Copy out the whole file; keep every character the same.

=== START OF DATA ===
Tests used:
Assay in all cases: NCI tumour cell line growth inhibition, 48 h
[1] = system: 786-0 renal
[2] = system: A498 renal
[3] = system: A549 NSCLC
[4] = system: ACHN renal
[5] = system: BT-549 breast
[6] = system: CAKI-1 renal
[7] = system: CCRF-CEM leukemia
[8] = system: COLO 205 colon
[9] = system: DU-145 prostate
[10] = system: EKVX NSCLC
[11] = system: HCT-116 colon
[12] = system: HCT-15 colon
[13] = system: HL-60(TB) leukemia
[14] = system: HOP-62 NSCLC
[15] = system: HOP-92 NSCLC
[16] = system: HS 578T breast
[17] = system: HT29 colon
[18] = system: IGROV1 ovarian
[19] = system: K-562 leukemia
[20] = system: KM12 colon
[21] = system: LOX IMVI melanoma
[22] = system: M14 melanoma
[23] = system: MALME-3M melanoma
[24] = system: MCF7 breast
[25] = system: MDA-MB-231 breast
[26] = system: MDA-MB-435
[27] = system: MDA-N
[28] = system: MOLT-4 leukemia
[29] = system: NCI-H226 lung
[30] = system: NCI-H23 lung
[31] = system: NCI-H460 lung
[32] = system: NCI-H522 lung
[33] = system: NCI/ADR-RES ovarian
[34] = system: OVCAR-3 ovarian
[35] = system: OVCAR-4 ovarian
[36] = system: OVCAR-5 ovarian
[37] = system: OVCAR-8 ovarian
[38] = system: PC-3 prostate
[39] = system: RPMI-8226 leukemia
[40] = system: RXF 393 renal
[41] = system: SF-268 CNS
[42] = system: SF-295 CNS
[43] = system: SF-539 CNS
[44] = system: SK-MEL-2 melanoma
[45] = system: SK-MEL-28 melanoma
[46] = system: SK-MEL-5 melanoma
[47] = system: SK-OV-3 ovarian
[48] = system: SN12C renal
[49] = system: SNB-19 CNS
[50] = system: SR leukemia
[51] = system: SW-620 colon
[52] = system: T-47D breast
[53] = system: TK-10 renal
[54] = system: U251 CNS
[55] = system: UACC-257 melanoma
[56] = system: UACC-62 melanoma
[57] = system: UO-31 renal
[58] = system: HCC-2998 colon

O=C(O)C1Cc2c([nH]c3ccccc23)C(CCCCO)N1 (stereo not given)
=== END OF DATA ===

Tests used:
Assay in all cases: NCI tumour cell line growth inhibition, 48 h
[1] = system: 786-0 renal
[2] = system: A498 renal
[3] = system: A549 NSCLC
[4] = system: ACHN renal
[5] = system: BT-549 breast
[6] = system: CAKI-1 renal
[7] = system: CCRF-CEM leukemia
[8] = system: COLO 205 colon
[9] = system: DU-145 prostate
[10] = system: EKVX NSCLC
[11] = system: HCT-116 colon
[12] = system: HCT-15 colon
[13] = system: HL-60(TB) leukemia
[14] = system: HOP-62 NSCLC
[15] = system: HOP-92 NSCLC
[16] = system: HS 578T breast
[17] = system: HT29 colon
[18] = system: IGROV1 ovarian
[19] = system: K-562 leukemia
[20] = system: KM12 colon
[21] = system: LOX IMVI melanoma
[22] = system: M14 melanoma
[23] = system: MALME-3M melanoma
[24] = system: MCF7 breast
[25] = system: MDA-MB-231 breast
[26] = system: MDA-MB-435
[27] = system: MDA-N
[28] = system: MOLT-4 leukemia
[29] = system: NCI-H226 lung
[30] = system: NCI-H23 lung
[31] = system: NCI-H460 lung
[32] = system: NCI-H522 lung
[33] = system: NCI/ADR-RES ovarian
[34] = system: OVCAR-3 ovarian
[35] = system: OVCAR-4 ovarian
[36] = system: OVCAR-5 ovarian
[37] = system: OVCAR-8 ovarian
[38] = system: PC-3 prostate
[39] = system: RPMI-8226 leukemia
[40] = system: RXF 393 renal
[41] = system: SF-268 CNS
[42] = system: SF-295 CNS
[43] = system: SF-539 CNS
[44] = system: SK-MEL-2 melanoma
[45] = system: SK-MEL-28 melanoma
[46] = system: SK-MEL-5 melanoma
[47] = system: SK-OV-3 ovarian
[48] = system: SN12C renal
[49] = system: SNB-19 CNS
[50] = system: SR leukemia
[51] = system: SW-620 colon
[52] = system: T-47D breast
[53] = system: TK-10 renal
[54] = system: U251 CNS
[55] = system: UACC-257 melanoma
[56] = system: UACC-62 melanoma
[57] = system: UO-31 renal
[58] = system: HCC-2998 colon

O=C(O)C1Cc2c([nH]c3ccccc23)C(CCCCO)N1 (stereo not given)